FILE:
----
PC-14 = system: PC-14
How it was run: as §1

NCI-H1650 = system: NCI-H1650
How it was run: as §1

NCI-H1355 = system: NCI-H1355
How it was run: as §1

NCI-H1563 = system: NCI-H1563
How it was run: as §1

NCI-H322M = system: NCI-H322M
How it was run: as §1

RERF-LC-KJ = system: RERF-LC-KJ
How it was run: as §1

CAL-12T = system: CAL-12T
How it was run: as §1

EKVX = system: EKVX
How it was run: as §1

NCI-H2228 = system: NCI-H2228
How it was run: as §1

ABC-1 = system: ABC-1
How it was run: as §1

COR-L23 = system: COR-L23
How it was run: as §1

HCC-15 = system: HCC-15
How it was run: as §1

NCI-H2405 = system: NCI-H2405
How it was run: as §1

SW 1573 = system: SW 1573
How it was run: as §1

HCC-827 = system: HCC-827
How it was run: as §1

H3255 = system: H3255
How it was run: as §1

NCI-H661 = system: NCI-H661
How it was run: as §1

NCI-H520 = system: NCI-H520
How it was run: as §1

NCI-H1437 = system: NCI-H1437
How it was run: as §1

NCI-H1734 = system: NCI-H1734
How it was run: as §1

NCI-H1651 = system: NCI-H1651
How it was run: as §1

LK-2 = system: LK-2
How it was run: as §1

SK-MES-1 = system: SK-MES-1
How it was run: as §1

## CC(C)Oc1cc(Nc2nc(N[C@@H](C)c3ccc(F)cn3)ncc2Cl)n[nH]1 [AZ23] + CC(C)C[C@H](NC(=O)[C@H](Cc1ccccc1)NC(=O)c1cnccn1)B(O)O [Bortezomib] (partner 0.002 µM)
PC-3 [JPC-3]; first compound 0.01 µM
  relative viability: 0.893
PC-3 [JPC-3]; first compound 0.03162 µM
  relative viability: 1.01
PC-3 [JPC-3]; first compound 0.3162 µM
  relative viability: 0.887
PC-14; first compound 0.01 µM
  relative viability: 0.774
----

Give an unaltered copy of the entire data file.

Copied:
PC-14 = system: PC-14
How it was run: as §1

NCI-H1650 = system: NCI-H1650
How it was run: as §1

NCI-H1355 = system: NCI-H1355
How it was run: as §1

NCI-H1563 = system: NCI-H1563
How it was run: as §1

NCI-H322M = system: NCI-H322M
How it was run: as §1

RERF-LC-KJ = system: RERF-LC-KJ
How it was run: as §1

CAL-12T = system: CAL-12T
How it was run: as §1

EKVX = system: EKVX
How it was run: as §1

NCI-H2228 = system: NCI-H2228
How it was run: as §1

ABC-1 = system: ABC-1
How it was run: as §1

COR-L23 = system: COR-L23
How it was run: as §1

HCC-15 = system: HCC-15
How it was run: as §1

NCI-H2405 = system: NCI-H2405
How it was run: as §1

SW 1573 = system: SW 1573
How it was run: as §1

HCC-827 = system: HCC-827
How it was run: as §1

H3255 = system: H3255
How it was run: as §1

NCI-H661 = system: NCI-H661
How it was run: as §1

NCI-H520 = system: NCI-H520
How it was run: as §1

NCI-H1437 = system: NCI-H1437
How it was run: as §1

NCI-H1734 = system: NCI-H1734
How it was run: as §1

NCI-H1651 = system: NCI-H1651
How it was run: as §1

LK-2 = system: LK-2
How it was run: as §1

SK-MES-1 = system: SK-MES-1
How it was run: as §1

## CC(C)Oc1cc(Nc2nc(N[C@@H](C)c3ccc(F)cn3)ncc2Cl)n[nH]1 [AZ23] + CC(C)C[C@H](NC(=O)[C@H](Cc1ccccc1)NC(=O)c1cnccn1)B(O)O [Bortezomib] (partner 0.002 µM)
PC-3 [JPC-3]; first compound 0.01 µM
  relative viability: 0.893
PC-3 [JPC-3]; first compound 0.03162 µM
  relative viability: 1.01
PC-3 [JPC-3]; first compound 0.3162 µM
  relative viability: 0.887
PC-14; first compound 0.01 µM
  relative viability: 0.774